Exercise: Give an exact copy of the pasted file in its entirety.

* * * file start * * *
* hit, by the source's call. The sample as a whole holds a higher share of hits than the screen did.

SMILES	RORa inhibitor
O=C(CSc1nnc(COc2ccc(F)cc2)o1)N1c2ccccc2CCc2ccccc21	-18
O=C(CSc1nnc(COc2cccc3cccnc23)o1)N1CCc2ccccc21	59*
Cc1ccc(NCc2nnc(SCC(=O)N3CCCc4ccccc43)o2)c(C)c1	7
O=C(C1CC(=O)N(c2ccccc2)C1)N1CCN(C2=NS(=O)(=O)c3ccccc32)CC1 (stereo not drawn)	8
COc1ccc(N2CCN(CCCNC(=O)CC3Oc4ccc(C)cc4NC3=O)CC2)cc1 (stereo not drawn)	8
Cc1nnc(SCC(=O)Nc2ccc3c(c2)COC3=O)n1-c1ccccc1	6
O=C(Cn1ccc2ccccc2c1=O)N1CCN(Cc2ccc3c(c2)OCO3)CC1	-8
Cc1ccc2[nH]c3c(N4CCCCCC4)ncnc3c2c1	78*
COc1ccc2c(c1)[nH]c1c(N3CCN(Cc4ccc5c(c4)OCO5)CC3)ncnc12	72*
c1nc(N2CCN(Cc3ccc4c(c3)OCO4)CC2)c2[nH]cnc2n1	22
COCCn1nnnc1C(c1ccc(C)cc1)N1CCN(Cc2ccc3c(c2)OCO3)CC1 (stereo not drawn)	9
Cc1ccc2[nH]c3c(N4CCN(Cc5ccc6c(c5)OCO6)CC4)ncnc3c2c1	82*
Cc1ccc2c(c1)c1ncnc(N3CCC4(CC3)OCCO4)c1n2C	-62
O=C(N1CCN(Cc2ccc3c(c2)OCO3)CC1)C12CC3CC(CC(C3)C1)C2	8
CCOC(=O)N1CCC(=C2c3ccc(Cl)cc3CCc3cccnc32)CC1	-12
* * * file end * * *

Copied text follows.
* hit, by the source's call. The sample as a whole holds a higher share of hits than the screen did.

SMILES	RORa inhibitor
O=C(CSc1nnc(COc2ccc(F)cc2)o1)N1c2ccccc2CCc2ccccc21	-18
O=C(CSc1nnc(COc2cccc3cccnc23)o1)N1CCc2ccccc21	59*
Cc1ccc(NCc2nnc(SCC(=O)N3CCCc4ccccc43)o2)c(C)c1	7
O=C(C1CC(=O)N(c2ccccc2)C1)N1CCN(C2=NS(=O)(=O)c3ccccc32)CC1 (stereo not drawn)	8
COc1ccc(N2CCN(CCCNC(=O)CC3Oc4ccc(C)cc4NC3=O)CC2)cc1 (stereo not drawn)	8
Cc1nnc(SCC(=O)Nc2ccc3c(c2)COC3=O)n1-c1ccccc1	6
O=C(Cn1ccc2ccccc2c1=O)N1CCN(Cc2ccc3c(c2)OCO3)CC1	-8
Cc1ccc2[nH]c3c(N4CCCCCC4)ncnc3c2c1	78*
COc1ccc2c(c1)[nH]c1c(N3CCN(Cc4ccc5c(c4)OCO5)CC3)ncnc12	72*
c1nc(N2CCN(Cc3ccc4c(c3)OCO4)CC2)c2[nH]cnc2n1	22
COCCn1nnnc1C(c1ccc(C)cc1)N1CCN(Cc2ccc3c(c2)OCO3)CC1 (stereo not drawn)	9
Cc1ccc2[nH]c3c(N4CCN(Cc5ccc6c(c5)OCO6)CC4)ncnc3c2c1	82*
Cc1ccc2c(c1)c1ncnc(N3CCC4(CC3)OCCO4)c1n2C	-62
O=C(N1CCN(Cc2ccc3c(c2)OCO3)CC1)C12CC3CC(CC(C3)C1)C2	8
CCOC(=O)N1CCC(=C2c3ccc(Cl)cc3CCc3cccnc32)CC1	-12